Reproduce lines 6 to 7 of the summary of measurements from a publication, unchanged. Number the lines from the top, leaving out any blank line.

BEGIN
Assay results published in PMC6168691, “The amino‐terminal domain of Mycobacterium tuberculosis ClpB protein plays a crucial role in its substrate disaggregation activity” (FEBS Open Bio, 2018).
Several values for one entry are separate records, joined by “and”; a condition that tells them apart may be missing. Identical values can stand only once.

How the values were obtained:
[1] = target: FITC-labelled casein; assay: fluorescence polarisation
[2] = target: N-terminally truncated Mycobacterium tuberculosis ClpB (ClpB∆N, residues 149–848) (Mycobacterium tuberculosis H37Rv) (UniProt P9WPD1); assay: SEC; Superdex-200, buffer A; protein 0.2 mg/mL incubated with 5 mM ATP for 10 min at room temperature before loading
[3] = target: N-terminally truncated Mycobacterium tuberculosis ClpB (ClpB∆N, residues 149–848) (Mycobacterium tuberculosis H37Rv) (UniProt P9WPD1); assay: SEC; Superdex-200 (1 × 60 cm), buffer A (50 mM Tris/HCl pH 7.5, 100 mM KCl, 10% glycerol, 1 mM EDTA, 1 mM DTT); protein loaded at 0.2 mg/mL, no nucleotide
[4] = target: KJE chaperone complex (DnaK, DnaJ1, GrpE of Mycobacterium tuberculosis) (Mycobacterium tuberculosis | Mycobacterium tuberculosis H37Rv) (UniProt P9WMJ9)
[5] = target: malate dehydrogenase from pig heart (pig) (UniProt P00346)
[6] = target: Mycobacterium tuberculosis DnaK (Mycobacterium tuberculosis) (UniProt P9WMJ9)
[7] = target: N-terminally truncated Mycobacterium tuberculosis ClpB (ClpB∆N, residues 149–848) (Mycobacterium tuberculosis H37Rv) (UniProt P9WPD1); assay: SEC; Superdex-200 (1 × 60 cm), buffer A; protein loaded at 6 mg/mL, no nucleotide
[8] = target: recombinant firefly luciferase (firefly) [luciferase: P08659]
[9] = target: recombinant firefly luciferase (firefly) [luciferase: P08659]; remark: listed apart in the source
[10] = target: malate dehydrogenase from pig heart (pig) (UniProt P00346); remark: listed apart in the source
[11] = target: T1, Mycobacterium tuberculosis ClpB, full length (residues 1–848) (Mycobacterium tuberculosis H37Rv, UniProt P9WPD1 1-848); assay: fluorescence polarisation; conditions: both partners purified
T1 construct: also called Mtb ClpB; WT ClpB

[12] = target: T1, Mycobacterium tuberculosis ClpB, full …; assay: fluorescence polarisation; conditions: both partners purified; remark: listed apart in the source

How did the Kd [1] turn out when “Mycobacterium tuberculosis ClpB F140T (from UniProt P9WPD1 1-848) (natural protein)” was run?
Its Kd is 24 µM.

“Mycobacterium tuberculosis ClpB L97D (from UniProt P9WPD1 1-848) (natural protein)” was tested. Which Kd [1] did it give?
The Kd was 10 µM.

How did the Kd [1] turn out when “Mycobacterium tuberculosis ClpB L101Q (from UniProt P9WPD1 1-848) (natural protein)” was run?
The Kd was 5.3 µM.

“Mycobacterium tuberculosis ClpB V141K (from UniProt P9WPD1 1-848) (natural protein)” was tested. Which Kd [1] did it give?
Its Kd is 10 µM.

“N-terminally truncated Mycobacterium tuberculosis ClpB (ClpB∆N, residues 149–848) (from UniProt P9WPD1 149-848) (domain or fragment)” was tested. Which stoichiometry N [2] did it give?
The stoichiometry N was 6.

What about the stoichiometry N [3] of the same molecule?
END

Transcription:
[3] = target: N-terminally truncated Mycobacterium tuberculosis ClpB (ClpB∆N, residues 149–848) (Mycobacterium tuberculosis H37Rv) (UniProt P9WPD1); assay: SEC; Superdex-200 (1 × 60 cm), buffer A (50 mM Tris/HCl pH 7.5, 100 mM KCl, 10% glycerol, 1 mM EDTA, 1 mM DTT); protein loaded at 0.2 mg/mL, no nucleotide
[4] = target: KJE chaperone complex (DnaK, DnaJ1, GrpE of Mycobacterium tuberculosis) (Mycobacterium tuberculosis | Mycobacterium tuberculosis H37Rv) (UniProt P9WMJ9)